Deep Summer Tactics and Discount Trips
For those looking for a discounted trip, I am offering my yearly summer special for the months of August and September. We can fish anywhere around Ft. Worth (Whitney, Cleburne, Granbury, Weatherford, Benbrook) or down at Cedar Creek. I’ll take two for $300 ($50 discount), three for $350 ($100 discount), 4 for $450 ($100 discount) or 5 people for $500 ($150 discount). I can be reached at 817-266-9811 or www.ftworthfishing.com.
If you’re more interested in how we are currently catching fish, and what to expect in the upcoming two months, the following is for you.
Ernest Hemingway once wrote “Everyone is a fisherman in May.” Although he was speaking from the viewpoint of an old man who is on the ocean, that phrase rings remarkably true for crappie fishing. The next two months are typically more of a challenge for me and my customers, as the bite is incredibly light or in some cases, nonexistent. Time after time I will scan and mark dozens of crappie on a tree or brushpile, only to catch 2-4 keepers. Many moons ago this would bother me, but now I understand that these behaviors are part of a yearly cycle, and that I must not spend too much time waiting on fish that simply won’t bite.
For the next two months, I will start my days in 12-16ft of water, taking advantage of the early morning push when fish will gorge themselves before making their way out to deeper haunts, where they will lazily spend the rest of the day, doing whatever fish do all day. I want to do everything I can to hit my best spots in the first two hours of daylight, in an attempt to stack as many fish in the box as possible, before the bite slows down.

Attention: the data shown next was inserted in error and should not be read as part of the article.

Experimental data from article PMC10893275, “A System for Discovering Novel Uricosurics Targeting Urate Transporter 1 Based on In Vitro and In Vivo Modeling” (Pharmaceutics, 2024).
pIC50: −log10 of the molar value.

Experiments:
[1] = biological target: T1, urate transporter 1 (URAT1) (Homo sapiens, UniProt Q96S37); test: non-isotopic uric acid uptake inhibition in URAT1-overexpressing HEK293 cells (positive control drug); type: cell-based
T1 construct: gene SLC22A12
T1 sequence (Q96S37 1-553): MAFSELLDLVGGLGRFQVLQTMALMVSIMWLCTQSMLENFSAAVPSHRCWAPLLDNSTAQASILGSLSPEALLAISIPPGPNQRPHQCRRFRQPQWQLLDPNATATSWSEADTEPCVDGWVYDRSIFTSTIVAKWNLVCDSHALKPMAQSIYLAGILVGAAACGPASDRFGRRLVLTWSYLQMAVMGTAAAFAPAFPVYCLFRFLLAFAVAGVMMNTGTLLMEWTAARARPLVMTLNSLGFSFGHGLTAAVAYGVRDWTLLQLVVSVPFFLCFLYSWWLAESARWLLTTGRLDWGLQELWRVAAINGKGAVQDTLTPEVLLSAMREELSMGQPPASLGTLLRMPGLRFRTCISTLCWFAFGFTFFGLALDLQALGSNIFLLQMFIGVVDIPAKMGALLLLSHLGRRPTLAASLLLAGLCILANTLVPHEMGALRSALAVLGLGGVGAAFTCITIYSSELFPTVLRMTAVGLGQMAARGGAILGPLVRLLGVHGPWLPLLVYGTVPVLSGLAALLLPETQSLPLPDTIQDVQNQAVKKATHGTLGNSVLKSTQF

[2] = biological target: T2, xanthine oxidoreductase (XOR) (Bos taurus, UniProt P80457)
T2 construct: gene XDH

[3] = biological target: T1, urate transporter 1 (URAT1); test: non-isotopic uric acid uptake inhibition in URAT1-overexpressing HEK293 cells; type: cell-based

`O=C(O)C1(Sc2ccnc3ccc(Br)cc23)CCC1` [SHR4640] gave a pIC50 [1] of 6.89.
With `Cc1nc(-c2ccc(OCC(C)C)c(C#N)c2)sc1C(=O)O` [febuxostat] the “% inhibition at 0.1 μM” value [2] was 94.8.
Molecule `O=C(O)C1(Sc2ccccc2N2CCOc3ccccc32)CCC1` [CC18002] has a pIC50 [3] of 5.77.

One may ask himself, “wouldn’t a guide always want to hit his best spots first?” I don’t find this to be true in the months of late April, May and early June. Spring months I will hit a few “burner” spots to pass the time until the sun gets up and my piles/docks have time to develop. This time of year though, the fish are already on cover and ready to go as soon as we hit the water, so I reverse my usual plan of attack.
Another big change that you’ll see on my boat this time of year is tackle selection. Obviously, being a soft plastic tackle manufacturer, I prefer to use the products that we make. As a guide though, I need to use what the fish want. The first two hours of daylight, crappie are willing to hit both handtied jigs and soft plastics. As both the sun and temperatures climb, I switch over to live minnows (the smallest I can find), hand tied jigs, or I’ll pinch the head off of a small minnows, run the hook through the body cavity where it comes out of the dorsal fin, and fish this setup just like I would a normal jig.
While we are on the subject of tackle, I also want to note that I am much pickier in my presentation, as well as color preference. If I am using a live minnow, I will use a #1 gold Aberdeen hook and the smallest amount of weight my customers are able to fish. Ideally, I only use one split spot about a foot above the minnow, so that it may swim more freely. If I or my customer is jig fishing, I am going to use a 1/16th ounce jig head, and nothing heavier than that. I strictly use neutral colors at this time of year, with my favorites being salt and pepper, light gray or white pearl/silver glitter combinations. Should the wind get up and my customer isn’t able to fish a jig this light, I will simply take a small split shot weight and put it 18” above the jig. The largest bait I will be fish from now until sometime in late September/early October is about 1.5”.